The B2B market for fleet vehicles in India is not something that’s usually in the limelight. That’s mostly because everything that’s sold there is usually either a previous generation of an existing private market car or a watered-down version designed to a cost and to withstand the rigours of hauling people day-in and day-out.
But BYD (Build Your Dreams), that’s been making buses and other larger electric hauliers in India for close to a decade now, feels differently about the approach to building people-movers. Venturing into the luxury people-mover space, it recently launched its E6 EV MPV at Rs 29 lakh and has its sight set firmly on large corporates, luxury hotels and aggregators looking for something unique to offer in their fleet.
The E6 sports an inoffensive exterior design that’s surprisingly pleasing to the eyes if not a bit vanilla. This is an EV, so there’s no grille but lots of little vents to channel air to the electric motor. The headlamps are sleek double-barrel units while the white shade of our car camouflaged a slight bulge on the bonnet.
There are lots of elements to look at in the profile view that gives this electric MPV a mildly sporty appeal. The wheel arches are slightly flared while the roofline tapers backwards post the D-pillar. There’s also a strong shoulder line as well as these rather funky looking 17-inch wheels which help the car stand out. The rear is a bit feature-less with only one large chrome strip, spoiler and these downward LED facing tail lamps that wrap around the edge and give some character to the overall rear appearance.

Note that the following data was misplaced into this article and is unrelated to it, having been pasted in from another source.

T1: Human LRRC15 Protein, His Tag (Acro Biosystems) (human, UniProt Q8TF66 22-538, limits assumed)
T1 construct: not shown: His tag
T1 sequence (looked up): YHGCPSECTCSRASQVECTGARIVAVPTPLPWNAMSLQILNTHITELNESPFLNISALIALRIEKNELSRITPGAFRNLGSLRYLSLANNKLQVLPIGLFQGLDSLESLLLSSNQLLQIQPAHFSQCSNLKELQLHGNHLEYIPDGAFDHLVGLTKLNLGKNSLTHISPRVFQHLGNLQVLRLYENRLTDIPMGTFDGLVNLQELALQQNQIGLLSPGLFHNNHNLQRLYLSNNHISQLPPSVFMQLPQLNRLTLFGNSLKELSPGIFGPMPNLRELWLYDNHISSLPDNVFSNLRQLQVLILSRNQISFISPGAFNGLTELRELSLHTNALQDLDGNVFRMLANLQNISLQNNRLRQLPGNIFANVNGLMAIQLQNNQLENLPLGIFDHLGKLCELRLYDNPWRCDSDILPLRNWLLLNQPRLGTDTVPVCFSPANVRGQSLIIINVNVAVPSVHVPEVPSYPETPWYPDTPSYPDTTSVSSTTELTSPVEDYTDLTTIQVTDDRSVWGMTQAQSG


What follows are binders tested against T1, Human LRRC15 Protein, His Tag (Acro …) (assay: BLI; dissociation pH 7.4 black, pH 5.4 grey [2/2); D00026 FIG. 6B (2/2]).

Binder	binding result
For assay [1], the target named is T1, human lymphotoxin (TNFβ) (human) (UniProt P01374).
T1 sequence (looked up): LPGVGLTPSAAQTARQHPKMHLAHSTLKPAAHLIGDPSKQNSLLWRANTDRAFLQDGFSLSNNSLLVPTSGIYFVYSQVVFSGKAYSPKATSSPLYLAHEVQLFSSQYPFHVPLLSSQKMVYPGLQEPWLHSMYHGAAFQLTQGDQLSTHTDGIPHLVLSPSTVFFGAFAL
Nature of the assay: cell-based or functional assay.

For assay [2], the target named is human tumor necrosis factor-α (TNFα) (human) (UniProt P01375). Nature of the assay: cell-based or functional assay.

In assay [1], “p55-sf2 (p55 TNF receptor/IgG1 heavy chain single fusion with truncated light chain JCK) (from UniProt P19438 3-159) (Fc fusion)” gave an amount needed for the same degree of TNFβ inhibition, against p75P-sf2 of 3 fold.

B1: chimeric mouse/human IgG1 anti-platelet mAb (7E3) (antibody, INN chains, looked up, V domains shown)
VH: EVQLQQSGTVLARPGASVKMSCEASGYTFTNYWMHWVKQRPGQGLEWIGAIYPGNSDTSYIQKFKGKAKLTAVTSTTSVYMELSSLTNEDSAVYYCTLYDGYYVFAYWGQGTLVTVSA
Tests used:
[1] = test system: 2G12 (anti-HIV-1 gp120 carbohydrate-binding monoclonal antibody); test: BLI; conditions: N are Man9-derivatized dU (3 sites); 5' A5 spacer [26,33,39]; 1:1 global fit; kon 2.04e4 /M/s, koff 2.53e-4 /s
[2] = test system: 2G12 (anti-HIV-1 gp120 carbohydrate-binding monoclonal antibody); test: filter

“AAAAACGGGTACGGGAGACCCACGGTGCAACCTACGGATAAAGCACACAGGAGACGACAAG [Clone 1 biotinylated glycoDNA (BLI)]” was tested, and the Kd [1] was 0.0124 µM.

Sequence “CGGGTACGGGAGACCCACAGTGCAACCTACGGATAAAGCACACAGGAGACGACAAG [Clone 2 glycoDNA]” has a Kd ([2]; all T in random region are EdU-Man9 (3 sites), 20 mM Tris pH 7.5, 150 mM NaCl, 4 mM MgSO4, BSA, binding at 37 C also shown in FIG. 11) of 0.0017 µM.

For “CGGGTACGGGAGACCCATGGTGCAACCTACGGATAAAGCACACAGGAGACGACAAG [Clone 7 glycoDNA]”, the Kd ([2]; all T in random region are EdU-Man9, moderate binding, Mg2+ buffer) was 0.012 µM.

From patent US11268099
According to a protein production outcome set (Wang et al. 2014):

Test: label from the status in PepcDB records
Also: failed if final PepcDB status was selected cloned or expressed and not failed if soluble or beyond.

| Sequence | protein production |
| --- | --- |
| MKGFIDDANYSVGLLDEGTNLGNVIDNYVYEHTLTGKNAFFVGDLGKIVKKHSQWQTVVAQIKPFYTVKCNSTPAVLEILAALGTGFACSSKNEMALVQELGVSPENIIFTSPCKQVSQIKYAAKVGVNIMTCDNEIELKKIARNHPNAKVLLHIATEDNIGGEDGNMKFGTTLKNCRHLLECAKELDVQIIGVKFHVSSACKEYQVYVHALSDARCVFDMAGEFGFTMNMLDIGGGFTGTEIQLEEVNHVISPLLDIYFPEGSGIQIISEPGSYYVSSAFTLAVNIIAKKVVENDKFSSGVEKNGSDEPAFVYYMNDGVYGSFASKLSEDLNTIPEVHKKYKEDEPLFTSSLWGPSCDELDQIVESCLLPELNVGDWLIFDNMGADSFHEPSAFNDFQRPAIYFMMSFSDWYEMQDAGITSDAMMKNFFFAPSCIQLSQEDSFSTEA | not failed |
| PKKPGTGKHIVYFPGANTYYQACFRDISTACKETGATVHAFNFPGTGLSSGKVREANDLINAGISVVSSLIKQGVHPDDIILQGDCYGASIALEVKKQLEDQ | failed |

The E6 measures in at 4.59-metres with a wheelbase of 2.8-metres. Its major rival the Innova Crysta measures in at 4.73-metres with a wheelbase of 2.75-metres. The Kia Carnival of course is much larger at 5.1-metres with a wheelbase of 3.06-metres. It must be noted that both the Innova and Carnival can be had as both six and seven-seat models while the E6 is five-seat only.
Since its main purpose is a rear seat experience, let’s begin from there. Step in and it's a surprisingly comfortable place with ample room for two or even three normal-sized adults. While headroom and knee room are not an issue, we did find the seat base to be too soft for our liking. However, the glasshouse is large and gives the car an airy feeling all around.
What it has in space it is lacking in a lot of features for the rear occupants. Yes, you get a central air-vent, two USB ports and very small door pockets but that’s about it. There’s no central armrest with cup holders, no seatback pockets, folding rear seats, 1.0-litre bottle holders in both doors and possibly even an option to move the front passenger seat from the left rear. These are all features one would expect from a vehicle of this price category not just in the B2C market but in the B2B market as well. The boot is massive at 580 litres with a flat loading space allowing you to pack in whatever you want, however you want. But, as the rear seats don’t fold down, you are limited to the space visible in the pictures.
The front seats offer similar levels of comfort and have a nice bolstering around the edges to make you feel tucked in place if you were to ever get behind the wheel. In terms of quality, fit and finish, the dashboard has hard grainy plastics but there are soft leather pads on the door armrest which is a place you would be in contact with quite a bit.
BYD has taken the obvious route by using glossy plastics which makes everything look classy but attract fingerprints and dust faster than you would expect. The highlight of the dashboard is a 10-inch touchscreen infotainment system running Android OS and has most of the toppings that come built into a ‘Droid tablet for this purpose. It’s a good quality display with sharp colours and can be used in both landscape and portrait mode thanks to a rotation mechanism built into the mount.